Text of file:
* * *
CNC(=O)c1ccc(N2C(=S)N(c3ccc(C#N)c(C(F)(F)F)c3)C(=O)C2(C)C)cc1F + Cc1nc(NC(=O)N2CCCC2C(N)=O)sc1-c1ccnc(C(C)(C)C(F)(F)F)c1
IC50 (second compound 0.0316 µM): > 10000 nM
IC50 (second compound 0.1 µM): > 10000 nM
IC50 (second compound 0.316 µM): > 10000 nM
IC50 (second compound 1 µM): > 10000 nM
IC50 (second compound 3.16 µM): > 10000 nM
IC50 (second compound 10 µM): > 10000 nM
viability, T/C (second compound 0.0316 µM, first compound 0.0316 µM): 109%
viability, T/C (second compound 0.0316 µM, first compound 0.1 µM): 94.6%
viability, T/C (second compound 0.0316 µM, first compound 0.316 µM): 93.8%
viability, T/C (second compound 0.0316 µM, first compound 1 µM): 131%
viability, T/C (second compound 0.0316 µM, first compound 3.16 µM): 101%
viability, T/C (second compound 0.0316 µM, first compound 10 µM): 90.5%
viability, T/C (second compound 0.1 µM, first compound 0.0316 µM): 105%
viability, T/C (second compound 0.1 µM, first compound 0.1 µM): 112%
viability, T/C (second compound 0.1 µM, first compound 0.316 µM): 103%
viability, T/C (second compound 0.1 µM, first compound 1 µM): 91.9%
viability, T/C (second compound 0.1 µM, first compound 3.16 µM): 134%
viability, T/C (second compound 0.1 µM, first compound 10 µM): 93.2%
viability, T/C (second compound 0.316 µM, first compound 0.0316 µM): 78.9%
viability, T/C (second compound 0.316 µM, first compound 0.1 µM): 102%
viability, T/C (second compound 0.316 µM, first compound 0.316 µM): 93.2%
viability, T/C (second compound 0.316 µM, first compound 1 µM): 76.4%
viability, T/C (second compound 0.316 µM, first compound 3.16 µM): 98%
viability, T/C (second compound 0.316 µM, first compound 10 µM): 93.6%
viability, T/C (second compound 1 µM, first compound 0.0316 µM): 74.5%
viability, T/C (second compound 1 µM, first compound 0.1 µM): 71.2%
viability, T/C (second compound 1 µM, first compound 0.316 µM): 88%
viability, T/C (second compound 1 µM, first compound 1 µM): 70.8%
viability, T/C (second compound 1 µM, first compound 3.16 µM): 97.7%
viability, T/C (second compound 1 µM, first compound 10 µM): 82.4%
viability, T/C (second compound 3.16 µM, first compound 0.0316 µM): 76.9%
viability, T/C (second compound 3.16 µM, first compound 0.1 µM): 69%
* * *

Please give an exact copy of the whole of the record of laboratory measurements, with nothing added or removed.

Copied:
CNC(=O)c1ccc(N2C(=S)N(c3ccc(C#N)c(C(F)(F)F)c3)C(=O)C2(C)C)cc1F + Cc1nc(NC(=O)N2CCCC2C(N)=O)sc1-c1ccnc(C(C)(C)C(F)(F)F)c1
IC50 (second compound 0.0316 µM): > 10000 nM
IC50 (second compound 0.1 µM): > 10000 nM
IC50 (second compound 0.316 µM): > 10000 nM
IC50 (second compound 1 µM): > 10000 nM
IC50 (second compound 3.16 µM): > 10000 nM
IC50 (second compound 10 µM): > 10000 nM
viability, T/C (second compound 0.0316 µM, first compound 0.0316 µM): 109%
viability, T/C (second compound 0.0316 µM, first compound 0.1 µM): 94.6%
viability, T/C (second compound 0.0316 µM, first compound 0.316 µM): 93.8%
viability, T/C (second compound 0.0316 µM, first compound 1 µM): 131%
viability, T/C (second compound 0.0316 µM, first compound 3.16 µM): 101%
viability, T/C (second compound 0.0316 µM, first compound 10 µM): 90.5%
viability, T/C (second compound 0.1 µM, first compound 0.0316 µM): 105%
viability, T/C (second compound 0.1 µM, first compound 0.1 µM): 112%
viability, T/C (second compound 0.1 µM, first compound 0.316 µM): 103%
viability, T/C (second compound 0.1 µM, first compound 1 µM): 91.9%
viability, T/C (second compound 0.1 µM, first compound 3.16 µM): 134%
viability, T/C (second compound 0.1 µM, first compound 10 µM): 93.2%
viability, T/C (second compound 0.316 µM, first compound 0.0316 µM): 78.9%
viability, T/C (second compound 0.316 µM, first compound 0.1 µM): 102%
viability, T/C (second compound 0.316 µM, first compound 0.316 µM): 93.2%
viability, T/C (second compound 0.316 µM, first compound 1 µM): 76.4%
viability, T/C (second compound 0.316 µM, first compound 3.16 µM): 98%
viability, T/C (second compound 0.316 µM, first compound 10 µM): 93.6%
viability, T/C (second compound 1 µM, first compound 0.0316 µM): 74.5%
viability, T/C (second compound 1 µM, first compound 0.1 µM): 71.2%
viability, T/C (second compound 1 µM, first compound 0.316 µM): 88%
viability, T/C (second compound 1 µM, first compound 1 µM): 70.8%
viability, T/C (second compound 1 µM, first compound 3.16 µM): 97.7%
viability, T/C (second compound 1 µM, first compound 10 µM): 82.4%
viability, T/C (second compound 3.16 µM, first compound 0.0316 µM): 76.9%
viability, T/C (second compound 3.16 µM, first compound 0.1 µM): 69%